Father Geiermann defines virtue and shows how it ripens into good character:
“Virtue is a habit of doing moral good. A natural habit is acquired by repeated acts, but a supernatural virtue is infused by the grace of God. At the outset the will may be opposed by the defects of temperament, by the evil inclinations of passion, and even by sinful habits in the practice of virtue; but, by systematically waging war on these perverse inclinations in a Christian manner, man may gradually overcome their combined opposition and cultivate voluntary good habits, or virtues. By striving thus man contributes his part to the development of the corresponding supernatural virtue, of which grace is always the efficient cause.”
“A moral virtue is the golden mean between the vices of excess and defect. This mean is marked out by right reason, that is, by reason free from error, prejudice, and delusion, especially when this reason is enlightened by faith. The virtues that unite us directly to God are called theological; those that govern our actions in the way of rectitude are called moral. . . . The theological virtues are: faith, hope and charity. The principal moral virtues are: prudence, justice, temperance, and fortitude. The latter are called cardinal virtues, because all other moral virtues are subordinated to them.”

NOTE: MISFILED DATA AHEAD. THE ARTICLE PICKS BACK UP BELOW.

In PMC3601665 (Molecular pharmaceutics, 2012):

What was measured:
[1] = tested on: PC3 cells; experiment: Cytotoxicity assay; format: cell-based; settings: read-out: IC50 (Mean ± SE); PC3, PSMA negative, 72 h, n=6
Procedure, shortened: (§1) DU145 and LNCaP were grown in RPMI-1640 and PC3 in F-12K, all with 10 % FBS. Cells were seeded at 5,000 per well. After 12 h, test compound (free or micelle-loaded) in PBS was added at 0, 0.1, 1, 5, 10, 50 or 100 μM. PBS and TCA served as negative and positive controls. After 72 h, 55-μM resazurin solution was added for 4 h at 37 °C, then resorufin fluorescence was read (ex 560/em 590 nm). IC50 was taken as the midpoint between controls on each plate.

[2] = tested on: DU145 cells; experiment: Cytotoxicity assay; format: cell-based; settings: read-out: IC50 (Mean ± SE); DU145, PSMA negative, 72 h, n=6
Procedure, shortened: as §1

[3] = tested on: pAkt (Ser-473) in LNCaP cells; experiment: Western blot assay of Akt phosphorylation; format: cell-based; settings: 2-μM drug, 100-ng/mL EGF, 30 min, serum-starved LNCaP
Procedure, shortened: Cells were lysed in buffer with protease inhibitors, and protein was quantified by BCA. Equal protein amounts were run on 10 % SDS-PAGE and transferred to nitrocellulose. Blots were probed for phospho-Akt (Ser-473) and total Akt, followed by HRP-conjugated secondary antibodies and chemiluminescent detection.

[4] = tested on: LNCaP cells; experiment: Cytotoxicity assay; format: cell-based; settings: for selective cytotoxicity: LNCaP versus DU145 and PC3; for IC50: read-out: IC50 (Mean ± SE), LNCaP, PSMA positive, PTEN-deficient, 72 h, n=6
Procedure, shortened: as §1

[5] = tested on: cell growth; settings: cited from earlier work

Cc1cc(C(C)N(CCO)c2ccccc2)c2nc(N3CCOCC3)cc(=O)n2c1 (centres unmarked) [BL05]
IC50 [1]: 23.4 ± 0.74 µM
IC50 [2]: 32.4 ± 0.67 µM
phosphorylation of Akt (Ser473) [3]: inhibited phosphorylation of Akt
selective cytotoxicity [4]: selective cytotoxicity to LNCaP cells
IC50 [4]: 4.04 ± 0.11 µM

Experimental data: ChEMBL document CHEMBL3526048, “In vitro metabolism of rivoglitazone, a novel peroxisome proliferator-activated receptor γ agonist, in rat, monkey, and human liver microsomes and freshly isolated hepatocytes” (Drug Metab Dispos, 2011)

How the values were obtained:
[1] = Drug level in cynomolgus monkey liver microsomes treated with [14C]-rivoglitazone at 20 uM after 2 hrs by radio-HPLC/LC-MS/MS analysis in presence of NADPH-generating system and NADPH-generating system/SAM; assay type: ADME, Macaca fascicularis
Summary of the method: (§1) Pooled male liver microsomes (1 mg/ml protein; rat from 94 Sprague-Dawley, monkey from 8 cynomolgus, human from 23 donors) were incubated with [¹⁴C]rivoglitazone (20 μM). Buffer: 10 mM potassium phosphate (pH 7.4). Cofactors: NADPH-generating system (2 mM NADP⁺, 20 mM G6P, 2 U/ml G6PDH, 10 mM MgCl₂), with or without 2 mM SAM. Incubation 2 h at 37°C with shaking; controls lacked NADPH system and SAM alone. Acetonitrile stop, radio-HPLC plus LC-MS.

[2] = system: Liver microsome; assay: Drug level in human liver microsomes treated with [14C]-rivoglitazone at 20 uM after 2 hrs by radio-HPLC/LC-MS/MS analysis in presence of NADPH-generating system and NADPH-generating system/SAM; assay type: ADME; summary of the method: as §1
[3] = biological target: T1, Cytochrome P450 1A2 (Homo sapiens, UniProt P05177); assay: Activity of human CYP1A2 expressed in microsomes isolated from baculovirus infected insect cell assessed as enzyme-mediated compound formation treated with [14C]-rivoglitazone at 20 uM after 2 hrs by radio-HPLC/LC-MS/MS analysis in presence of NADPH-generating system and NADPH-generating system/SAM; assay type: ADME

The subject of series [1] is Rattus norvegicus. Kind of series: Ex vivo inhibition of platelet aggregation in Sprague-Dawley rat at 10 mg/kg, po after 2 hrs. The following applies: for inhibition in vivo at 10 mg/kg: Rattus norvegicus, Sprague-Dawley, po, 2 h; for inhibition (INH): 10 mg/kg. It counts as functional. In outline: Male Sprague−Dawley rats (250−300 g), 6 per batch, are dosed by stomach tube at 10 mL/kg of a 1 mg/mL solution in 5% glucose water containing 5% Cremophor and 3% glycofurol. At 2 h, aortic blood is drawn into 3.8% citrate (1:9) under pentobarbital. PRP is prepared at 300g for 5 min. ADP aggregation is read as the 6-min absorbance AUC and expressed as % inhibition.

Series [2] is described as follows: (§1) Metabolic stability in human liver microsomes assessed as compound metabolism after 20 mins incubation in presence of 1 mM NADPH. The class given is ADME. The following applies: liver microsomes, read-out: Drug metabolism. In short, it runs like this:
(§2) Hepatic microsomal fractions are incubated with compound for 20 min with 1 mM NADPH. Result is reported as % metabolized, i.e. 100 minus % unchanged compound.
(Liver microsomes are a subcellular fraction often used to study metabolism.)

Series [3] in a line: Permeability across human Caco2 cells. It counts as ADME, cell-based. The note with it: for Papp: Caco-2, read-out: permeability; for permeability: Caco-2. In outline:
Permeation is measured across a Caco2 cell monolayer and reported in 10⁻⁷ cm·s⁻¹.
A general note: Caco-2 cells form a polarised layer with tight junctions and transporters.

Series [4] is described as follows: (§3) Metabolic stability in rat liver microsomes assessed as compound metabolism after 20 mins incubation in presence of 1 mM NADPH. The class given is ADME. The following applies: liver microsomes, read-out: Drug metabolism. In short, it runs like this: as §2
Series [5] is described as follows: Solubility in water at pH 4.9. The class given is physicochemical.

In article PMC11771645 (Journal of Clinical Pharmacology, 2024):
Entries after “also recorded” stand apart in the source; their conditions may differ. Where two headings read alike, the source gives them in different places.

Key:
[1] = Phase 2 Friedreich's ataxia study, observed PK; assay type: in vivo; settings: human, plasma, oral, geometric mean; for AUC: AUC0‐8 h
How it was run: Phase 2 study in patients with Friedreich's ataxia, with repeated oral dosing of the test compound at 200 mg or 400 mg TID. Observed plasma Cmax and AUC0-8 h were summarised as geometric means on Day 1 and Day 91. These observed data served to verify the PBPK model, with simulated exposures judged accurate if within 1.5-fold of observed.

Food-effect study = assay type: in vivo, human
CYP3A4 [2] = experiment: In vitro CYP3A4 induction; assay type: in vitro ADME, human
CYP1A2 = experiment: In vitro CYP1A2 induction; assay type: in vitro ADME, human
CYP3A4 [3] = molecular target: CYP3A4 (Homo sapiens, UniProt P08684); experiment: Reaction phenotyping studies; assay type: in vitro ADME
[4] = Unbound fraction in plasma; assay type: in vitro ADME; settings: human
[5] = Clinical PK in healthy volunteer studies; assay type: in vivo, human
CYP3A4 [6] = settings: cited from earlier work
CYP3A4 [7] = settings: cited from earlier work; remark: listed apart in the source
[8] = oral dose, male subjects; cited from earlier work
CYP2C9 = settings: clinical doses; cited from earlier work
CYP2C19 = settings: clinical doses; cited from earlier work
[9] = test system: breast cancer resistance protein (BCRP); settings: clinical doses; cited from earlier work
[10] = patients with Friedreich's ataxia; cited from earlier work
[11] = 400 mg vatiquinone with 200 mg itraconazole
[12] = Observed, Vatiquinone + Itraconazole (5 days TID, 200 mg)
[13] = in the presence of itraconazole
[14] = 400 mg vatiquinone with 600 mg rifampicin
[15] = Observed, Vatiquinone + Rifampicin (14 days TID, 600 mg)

“Both virtues and vices grow, and ripen into character. Character is the moral disposition of a person.” If the will “submits as a voluntary slave to the evil tendencies of temperament, it develops a vicious character.” But if the will “strives to act according to the dictates of reason enlightened by faith, it gradually develops a Christian character.”
“An ideal Christian character results from the blending of the virtues of integrity, honesty, moral courage, moderation, and charity. Integrity regulates man’s actions in accordance with reason enlightened by faith. Honesty makes him faithful to truth and justice. The moral courage of a Christian must be guided in all circumstances by prudence, and strengthened by divine grace. Moderation enables man to act in due season; while charity, the jewel of a Christian character, is dead to selfish motives and ever seeks the neighbor’s spiritual and temporal welfare.”
Quotations from Peter Geiermann, The Narrow Way (New York: Benziger, 1914).